*When The Film Strip interviewed Ryan Reynolds for “Safe House,” he had the highest regard for its director Daniel Espinosa. “Daniel is a gifted filmmaker and so insightful. He sort of acts a bit like thug but he’s read every book you can pretty much imagine, he’s seen every film that you could ever think of, he’s learned from the best and that’s applied everyday to what he does…I’m excited [for him]. Daniel is definitely the guy that you would want to buy stock in.”
Originally “Safe House” was to be shot in Brazil. Espinosa told me he changed the location to Africa because he felt more comfortable there. “I mean, there are several reasons,” he explained. “One was practicality. Brazil was just too dangerous, cost too much money to insure, stuff like that. But I grew up in different parts of Africa so I have a close connection there. I was looking for a city that had like the socio-economical differences within a short distance so I could let the characters go through a rich area down to a middle class area, down to a poor area and then come out into something that was almost like a cowboy area and I believed that existed in Rio, that existed in Buenos Aires and that existed in Cape Town.
Since I have some roots in Africa, I want to go back, you know. Who doesn’t? As far as Africa is concerned, it was more like coming home and feeling the security of being around people that you feel good around. So the joy when we were in Langa, the happiness, support and the respect for our work, that was something that impressed me because normally when you shoot, people try to pass though the shooting area.
Needless to say, it was also conductive shooting in Africa?”
When shooting [elsewhere] people would always say, ‘I got a job, I gotta get to my job’ and you want to ‘I gotta job too, man. This is my job.’ But when we were in Langa, we had around 2,000 people standing around. They were watching when we shooting and they would be silent while looking at what we were doing. Afterwards I said thank you and there was applause, like we were doing a show for them. And I appreciate that because that was the respect for work. They understand we’re making a living and they respected that and I dug that. That was coo!
How was the casting process with Denzel and Ryan?
Denzel and me worked on the script for two months and that was nice and we became humans, which is always pleasant when you work with somebody and then we shot the movie and that was great. Yeah, I met them and that’s nice. They’re nice people. I appreciate them taking the time to meet me. For me it was that meeting in new Orleans, that connection, that bond that we created because [that was necessary]. I believe that a director should never choose an actor. The actor and director have to choose each other. So for me I’m in an interview even if a person wants a job, I see him so he can interview me as well as I’m interviewing him because to be able to do good work, it’s a comradeship. You have to be brothers in arms, sisters and brothers. And if you don’t have that bond, it’s never gonna work out. We had a close connection.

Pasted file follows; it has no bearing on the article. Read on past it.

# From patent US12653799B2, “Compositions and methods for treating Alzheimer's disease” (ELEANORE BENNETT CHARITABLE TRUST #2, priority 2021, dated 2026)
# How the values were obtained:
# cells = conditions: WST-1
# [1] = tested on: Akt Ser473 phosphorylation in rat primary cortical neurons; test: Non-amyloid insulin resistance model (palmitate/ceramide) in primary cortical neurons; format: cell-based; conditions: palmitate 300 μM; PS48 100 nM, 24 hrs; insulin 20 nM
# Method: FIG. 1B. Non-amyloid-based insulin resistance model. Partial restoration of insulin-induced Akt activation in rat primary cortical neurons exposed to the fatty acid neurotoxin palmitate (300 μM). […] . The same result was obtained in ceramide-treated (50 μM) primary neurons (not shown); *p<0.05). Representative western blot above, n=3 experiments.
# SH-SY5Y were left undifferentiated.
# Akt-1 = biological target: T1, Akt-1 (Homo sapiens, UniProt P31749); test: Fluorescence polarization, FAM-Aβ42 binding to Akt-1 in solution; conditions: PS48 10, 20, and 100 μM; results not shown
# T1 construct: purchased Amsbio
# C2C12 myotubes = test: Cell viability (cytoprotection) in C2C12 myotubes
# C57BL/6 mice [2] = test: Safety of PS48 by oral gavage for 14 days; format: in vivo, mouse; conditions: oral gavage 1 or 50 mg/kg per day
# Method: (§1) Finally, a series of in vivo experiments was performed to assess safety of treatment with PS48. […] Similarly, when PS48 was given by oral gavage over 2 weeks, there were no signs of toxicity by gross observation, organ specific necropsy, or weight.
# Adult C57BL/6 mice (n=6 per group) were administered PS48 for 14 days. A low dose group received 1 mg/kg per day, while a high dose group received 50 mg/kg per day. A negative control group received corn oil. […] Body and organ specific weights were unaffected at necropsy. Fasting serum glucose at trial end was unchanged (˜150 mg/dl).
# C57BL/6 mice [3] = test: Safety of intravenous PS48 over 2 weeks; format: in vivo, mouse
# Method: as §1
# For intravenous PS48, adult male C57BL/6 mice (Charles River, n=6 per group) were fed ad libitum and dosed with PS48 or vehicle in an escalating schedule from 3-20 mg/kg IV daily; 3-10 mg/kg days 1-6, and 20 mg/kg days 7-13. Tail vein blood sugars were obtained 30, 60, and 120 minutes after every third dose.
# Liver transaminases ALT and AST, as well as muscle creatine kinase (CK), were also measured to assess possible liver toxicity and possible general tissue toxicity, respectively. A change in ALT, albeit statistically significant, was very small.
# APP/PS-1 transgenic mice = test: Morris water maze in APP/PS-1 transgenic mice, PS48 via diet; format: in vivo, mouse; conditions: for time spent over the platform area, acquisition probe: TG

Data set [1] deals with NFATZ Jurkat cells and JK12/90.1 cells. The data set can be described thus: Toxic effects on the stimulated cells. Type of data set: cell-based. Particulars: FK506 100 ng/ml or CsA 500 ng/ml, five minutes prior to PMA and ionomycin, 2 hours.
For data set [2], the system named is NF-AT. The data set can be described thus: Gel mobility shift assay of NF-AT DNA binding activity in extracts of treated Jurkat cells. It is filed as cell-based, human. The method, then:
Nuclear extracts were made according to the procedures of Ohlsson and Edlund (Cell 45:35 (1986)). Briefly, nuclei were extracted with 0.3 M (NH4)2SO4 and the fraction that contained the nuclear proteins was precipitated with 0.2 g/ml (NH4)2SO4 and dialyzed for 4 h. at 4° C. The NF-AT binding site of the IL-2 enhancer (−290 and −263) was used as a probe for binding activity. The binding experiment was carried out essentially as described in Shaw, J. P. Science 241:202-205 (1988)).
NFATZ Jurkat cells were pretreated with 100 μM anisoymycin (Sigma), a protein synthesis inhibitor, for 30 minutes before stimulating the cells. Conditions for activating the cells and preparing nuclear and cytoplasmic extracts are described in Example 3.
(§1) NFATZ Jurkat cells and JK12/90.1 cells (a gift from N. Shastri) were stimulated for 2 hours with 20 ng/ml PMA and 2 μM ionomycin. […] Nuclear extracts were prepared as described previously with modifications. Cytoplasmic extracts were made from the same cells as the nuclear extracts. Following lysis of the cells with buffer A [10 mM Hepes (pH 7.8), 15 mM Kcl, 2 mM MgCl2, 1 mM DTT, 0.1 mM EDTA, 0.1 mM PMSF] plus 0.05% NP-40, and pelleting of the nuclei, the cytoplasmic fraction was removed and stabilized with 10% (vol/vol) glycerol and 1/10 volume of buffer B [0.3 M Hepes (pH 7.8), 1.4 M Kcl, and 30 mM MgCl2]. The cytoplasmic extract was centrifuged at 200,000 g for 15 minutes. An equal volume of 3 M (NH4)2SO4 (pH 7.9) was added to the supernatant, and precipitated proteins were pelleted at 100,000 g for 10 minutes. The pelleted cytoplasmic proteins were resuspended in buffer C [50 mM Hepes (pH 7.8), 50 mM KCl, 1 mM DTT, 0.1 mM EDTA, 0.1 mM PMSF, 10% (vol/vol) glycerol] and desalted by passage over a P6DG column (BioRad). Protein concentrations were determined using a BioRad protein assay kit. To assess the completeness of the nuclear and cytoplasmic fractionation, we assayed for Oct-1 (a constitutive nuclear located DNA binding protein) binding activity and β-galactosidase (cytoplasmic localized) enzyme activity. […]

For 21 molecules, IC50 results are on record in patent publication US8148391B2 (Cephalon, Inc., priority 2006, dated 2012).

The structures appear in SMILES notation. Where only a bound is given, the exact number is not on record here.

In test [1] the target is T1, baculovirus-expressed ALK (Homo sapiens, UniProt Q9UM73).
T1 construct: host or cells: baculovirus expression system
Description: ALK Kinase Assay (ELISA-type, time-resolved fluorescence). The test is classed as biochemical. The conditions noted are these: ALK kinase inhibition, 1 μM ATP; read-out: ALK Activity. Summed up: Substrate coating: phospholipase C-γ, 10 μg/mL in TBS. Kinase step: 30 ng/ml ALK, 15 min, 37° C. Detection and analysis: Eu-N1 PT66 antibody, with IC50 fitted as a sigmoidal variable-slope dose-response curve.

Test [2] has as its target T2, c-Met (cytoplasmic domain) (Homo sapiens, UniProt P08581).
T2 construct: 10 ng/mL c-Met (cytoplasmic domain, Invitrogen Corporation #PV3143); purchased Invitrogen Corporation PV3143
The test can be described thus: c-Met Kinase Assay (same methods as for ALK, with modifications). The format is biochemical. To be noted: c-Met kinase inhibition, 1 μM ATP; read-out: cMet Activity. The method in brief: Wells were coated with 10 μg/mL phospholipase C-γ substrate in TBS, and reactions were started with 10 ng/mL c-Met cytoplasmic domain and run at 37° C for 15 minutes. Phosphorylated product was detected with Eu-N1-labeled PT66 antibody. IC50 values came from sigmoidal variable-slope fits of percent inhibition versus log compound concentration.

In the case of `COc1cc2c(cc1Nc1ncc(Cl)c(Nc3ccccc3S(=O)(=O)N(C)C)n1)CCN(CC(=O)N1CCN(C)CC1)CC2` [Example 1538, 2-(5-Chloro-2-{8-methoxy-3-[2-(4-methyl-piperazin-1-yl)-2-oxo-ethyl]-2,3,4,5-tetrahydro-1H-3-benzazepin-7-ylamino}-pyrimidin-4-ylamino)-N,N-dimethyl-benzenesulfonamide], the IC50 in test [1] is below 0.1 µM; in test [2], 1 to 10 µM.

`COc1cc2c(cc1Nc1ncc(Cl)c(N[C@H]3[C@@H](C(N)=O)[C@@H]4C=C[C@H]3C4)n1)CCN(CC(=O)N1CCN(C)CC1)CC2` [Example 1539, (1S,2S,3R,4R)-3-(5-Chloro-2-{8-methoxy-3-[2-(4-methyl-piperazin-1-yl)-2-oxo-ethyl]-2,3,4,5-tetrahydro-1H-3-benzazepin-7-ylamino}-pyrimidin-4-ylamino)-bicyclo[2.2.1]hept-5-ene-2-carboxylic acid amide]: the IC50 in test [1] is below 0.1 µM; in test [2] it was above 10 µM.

Vera Farmiga’s charcter on the page was gender neutras?
I was just looking at a lot of people. When I met Vera she had such a natural rhythm to herself of how she handles language and I think that when you work with these kinds of movies, there’s so much technicality and bullshit they have to say, you want somebody who can invest some kind of emotion into it and Vera’s one of the strongest actresses on the planet. So it was more me begging for her to come onboard than the other way around.
Your background is more European art house. How were you able to work that into this fast paced, high action thriller without losing that flair?
You know I just wanted to do something that I could feel proud of. I’ve done now three features and when you go to Blockbuster and see your movie standing there on the shelf, i you can’t stand tall and proud, it really f—king hurts, you know. So I just know that any compromise I [make], I’m just gonna pay for it with sleepless nights and I can’t do that. So with the art house part of it, yeah, I tried to stay as true as I could and make decisions I thought was fit for the movie as something that I later on can say, ‘yeah I did that and I’m proud of that.’
When The Film Strip received the SONY Pictures Entertainment Special Event invite this week to a “Simulcast Live Around the World Special Event,” I knew it would be no ordinary viewing. However, I didn’t know how un-ordinary it would be. After selective, riveting reels of “The Amazing Spider-Man” were shown to an enthusiastic crowd at the Regal Union Square in New York City, cast members talked about their roles via satellite—Andrew Garfield (Peter Parker/Spider-Man) in New York, Emma Stone (Gwen Stacy) in Rio de Janeiro, Rhys Ifans (Dr. Curt Connors/The Lizard) in London and director Marc Webb in Los Angeles.
Webb spelled out how “The Amazing Spider-Man” differed from the others, including emphasis on the parents Ben Parker (Martin Sheen) and May Parker (Sally Field). The love of Spider-Man’s life, Gwen Stacy, also has a distinct place in his life. Stone mentioned “Gwen falls in love with Peter Parker, and Mary Jane falls in love with Spider-Man.” But the most revealing statements came from a seemingly anxious Garfield. “I’m terrified,” he said but “I’m no idiot. This is something everyone in this room wants.” He did add, nonetheless, his role is just that of “the guy wearing the suit,” with kudos to his predecessor Toby Maguire. Then, he made an unexpected statement that especially wowed those of color in the theater. “I hope the next time it’ll be a half African-American, half-Hispanic actor” wearing the suit. “Amazing Spider-Man” hits theaters in July.